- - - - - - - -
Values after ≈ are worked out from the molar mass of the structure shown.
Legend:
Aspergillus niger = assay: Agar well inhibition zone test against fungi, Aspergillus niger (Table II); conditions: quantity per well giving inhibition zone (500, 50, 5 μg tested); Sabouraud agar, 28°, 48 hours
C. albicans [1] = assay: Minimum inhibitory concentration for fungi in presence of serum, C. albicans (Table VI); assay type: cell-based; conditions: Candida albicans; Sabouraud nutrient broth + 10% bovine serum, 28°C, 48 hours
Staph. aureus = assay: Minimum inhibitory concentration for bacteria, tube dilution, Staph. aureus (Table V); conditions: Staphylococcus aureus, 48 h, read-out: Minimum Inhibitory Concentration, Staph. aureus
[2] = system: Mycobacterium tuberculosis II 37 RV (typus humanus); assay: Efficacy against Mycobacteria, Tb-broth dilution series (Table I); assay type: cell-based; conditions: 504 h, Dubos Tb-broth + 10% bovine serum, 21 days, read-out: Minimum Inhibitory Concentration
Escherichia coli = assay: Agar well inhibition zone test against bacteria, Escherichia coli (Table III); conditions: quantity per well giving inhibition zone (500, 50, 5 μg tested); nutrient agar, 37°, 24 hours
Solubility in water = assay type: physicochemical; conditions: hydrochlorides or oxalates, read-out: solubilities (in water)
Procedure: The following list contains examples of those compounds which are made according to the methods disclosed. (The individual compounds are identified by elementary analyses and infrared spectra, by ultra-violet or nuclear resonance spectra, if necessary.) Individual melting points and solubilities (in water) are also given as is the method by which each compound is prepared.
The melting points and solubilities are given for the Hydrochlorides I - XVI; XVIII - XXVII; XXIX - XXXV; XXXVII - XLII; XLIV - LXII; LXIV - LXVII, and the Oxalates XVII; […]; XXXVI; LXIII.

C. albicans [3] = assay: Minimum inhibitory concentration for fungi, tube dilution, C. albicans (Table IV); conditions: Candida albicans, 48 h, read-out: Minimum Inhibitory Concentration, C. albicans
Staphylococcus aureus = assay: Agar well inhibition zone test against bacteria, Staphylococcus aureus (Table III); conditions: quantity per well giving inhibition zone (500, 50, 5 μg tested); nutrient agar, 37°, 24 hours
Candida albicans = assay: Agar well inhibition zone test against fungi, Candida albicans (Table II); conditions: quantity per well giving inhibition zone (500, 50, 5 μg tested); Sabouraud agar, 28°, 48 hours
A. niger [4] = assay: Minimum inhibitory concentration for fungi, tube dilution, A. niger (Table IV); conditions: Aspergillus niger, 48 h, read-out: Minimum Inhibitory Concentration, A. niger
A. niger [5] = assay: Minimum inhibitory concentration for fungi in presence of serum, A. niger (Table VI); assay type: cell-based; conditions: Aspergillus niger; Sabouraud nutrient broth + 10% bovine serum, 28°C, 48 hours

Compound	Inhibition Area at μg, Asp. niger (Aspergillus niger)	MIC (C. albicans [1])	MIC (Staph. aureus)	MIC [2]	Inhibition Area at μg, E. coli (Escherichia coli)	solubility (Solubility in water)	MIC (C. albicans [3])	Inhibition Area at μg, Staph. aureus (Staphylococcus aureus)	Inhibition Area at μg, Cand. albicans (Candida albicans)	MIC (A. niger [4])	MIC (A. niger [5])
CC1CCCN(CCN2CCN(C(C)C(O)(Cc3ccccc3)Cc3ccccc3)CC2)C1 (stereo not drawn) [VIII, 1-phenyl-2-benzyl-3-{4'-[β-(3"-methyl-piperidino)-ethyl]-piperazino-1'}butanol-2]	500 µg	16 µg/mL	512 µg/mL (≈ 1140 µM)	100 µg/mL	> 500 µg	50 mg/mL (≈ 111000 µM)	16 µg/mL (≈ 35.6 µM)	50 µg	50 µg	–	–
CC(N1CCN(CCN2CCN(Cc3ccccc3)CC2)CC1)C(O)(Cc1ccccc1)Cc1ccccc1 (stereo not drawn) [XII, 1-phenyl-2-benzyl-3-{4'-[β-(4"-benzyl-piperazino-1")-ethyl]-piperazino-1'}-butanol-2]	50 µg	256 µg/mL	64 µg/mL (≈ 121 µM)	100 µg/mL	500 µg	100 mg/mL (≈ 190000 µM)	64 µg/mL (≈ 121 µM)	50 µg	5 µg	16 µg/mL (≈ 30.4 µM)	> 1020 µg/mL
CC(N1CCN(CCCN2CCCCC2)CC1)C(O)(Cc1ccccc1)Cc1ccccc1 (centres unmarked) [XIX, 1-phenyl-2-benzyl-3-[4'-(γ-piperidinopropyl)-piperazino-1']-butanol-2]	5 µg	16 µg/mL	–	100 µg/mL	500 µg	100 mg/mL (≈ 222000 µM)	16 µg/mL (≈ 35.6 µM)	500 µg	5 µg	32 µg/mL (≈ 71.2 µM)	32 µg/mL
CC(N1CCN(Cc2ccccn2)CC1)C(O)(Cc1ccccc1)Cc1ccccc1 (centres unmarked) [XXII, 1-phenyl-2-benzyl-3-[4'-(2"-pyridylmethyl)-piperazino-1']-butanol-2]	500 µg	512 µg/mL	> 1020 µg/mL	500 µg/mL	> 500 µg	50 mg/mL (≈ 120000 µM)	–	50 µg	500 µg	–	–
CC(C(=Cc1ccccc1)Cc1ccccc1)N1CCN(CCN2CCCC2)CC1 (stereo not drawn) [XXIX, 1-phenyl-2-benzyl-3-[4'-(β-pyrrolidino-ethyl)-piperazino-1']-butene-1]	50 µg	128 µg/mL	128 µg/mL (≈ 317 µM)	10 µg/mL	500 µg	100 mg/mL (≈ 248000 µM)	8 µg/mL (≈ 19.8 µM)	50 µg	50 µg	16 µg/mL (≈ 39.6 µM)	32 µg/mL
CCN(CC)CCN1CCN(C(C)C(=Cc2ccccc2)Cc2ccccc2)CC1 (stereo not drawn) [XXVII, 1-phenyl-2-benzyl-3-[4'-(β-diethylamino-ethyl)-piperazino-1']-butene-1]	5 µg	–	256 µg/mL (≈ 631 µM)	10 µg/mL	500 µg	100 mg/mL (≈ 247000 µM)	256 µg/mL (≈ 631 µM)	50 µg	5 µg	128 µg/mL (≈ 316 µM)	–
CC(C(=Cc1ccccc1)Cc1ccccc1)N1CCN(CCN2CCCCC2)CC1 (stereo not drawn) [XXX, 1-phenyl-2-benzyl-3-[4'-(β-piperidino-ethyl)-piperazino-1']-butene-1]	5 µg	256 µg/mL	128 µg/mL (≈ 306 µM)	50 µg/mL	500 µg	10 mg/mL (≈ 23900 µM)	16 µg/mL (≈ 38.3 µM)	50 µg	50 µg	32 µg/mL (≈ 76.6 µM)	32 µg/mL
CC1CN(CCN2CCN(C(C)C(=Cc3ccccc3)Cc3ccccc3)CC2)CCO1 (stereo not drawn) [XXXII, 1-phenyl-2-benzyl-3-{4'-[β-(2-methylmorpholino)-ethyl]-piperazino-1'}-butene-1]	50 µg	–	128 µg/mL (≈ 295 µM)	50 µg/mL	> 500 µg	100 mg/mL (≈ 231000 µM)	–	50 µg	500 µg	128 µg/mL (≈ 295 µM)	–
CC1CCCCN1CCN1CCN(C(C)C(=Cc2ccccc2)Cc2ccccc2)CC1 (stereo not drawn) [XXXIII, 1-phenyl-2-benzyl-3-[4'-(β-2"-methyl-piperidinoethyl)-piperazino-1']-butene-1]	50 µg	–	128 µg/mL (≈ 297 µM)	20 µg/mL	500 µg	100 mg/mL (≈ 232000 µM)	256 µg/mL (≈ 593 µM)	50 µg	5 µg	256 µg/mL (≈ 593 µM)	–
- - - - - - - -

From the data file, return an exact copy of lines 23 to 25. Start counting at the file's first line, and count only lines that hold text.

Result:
CC(C(=Cc1ccccc1)Cc1ccccc1)N1CCN(CCN2CCCCC2)CC1 (stereo not drawn) [XXX, 1-phenyl-2-benzyl-3-[4'-(β-piperidino-ethyl)-piperazino-1']-butene-1]	5 µg	256 µg/mL	128 µg/mL (≈ 306 µM)	50 µg/mL	500 µg	10 mg/mL (≈ 23900 µM)	16 µg/mL (≈ 38.3 µM)	50 µg	50 µg	32 µg/mL (≈ 76.6 µM)	32 µg/mL
CC1CN(CCN2CCN(C(C)C(=Cc3ccccc3)Cc3ccccc3)CC2)CCO1 (stereo not drawn) [XXXII, 1-phenyl-2-benzyl-3-{4'-[β-(2-methylmorpholino)-ethyl]-piperazino-1'}-butene-1]	50 µg	–	128 µg/mL (≈ 295 µM)	50 µg/mL	> 500 µg	100 mg/mL (≈ 231000 µM)	–	50 µg	500 µg	128 µg/mL (≈ 295 µM)	–
CC1CCCCN1CCN1CCN(C(C)C(=Cc2ccccc2)Cc2ccccc2)CC1 (stereo not drawn) [XXXIII, 1-phenyl-2-benzyl-3-[4'-(β-2"-methyl-piperidinoethyl)-piperazino-1']-butene-1]	50 µg	–	128 µg/mL (≈ 297 µM)	20 µg/mL	500 µg	100 mg/mL (≈ 232000 µM)	256 µg/mL (≈ 593 µM)	50 µg	5 µg	256 µg/mL (≈ 593 µM)	–